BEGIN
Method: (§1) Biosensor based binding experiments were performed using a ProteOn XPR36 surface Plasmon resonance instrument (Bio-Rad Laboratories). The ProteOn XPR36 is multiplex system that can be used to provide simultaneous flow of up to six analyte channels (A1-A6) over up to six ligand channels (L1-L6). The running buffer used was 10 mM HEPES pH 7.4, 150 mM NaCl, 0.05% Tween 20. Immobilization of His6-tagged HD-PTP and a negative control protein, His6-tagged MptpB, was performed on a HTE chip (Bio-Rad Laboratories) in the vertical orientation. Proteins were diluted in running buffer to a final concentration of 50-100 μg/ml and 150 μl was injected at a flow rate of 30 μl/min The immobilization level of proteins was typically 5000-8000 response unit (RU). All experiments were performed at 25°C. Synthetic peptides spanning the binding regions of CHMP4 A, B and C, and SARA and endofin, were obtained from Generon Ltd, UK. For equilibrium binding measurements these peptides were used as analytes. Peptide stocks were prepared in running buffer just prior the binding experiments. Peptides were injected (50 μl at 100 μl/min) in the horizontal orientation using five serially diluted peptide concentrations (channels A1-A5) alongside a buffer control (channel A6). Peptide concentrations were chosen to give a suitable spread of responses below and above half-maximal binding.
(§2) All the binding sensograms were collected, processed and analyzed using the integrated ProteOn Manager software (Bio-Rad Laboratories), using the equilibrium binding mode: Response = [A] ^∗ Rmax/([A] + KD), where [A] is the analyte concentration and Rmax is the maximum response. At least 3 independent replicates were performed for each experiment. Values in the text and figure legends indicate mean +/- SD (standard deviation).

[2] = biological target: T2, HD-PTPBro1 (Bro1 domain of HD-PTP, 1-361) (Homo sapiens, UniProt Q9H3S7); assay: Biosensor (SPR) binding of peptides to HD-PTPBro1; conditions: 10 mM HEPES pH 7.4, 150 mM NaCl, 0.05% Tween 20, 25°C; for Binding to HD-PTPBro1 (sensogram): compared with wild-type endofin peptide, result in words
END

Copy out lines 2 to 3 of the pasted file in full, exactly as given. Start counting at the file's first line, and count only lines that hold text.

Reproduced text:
(§2) All the binding sensograms were collected, processed and analyzed using the integrated ProteOn Manager software (Bio-Rad Laboratories), using the equilibrium binding mode: Response = [A] ^∗ Rmax/([A] + KD), where [A] is the analyte concentration and Rmax is the maximum response. At least 3 independent replicates were performed for each experiment. Values in the text and figure legends indicate mean +/- SD (standard deviation).

[2] = biological target: T2, HD-PTPBro1 (Bro1 domain of HD-PTP, 1-361) (Homo sapiens, UniProt Q9H3S7); assay: Biosensor (SPR) binding of peptides to HD-PTPBro1; conditions: 10 mM HEPES pH 7.4, 150 mM NaCl, 0.05% Tween 20, 25°C; for Binding to HD-PTPBro1 (sensogram): compared with wild-type endofin peptide, result in words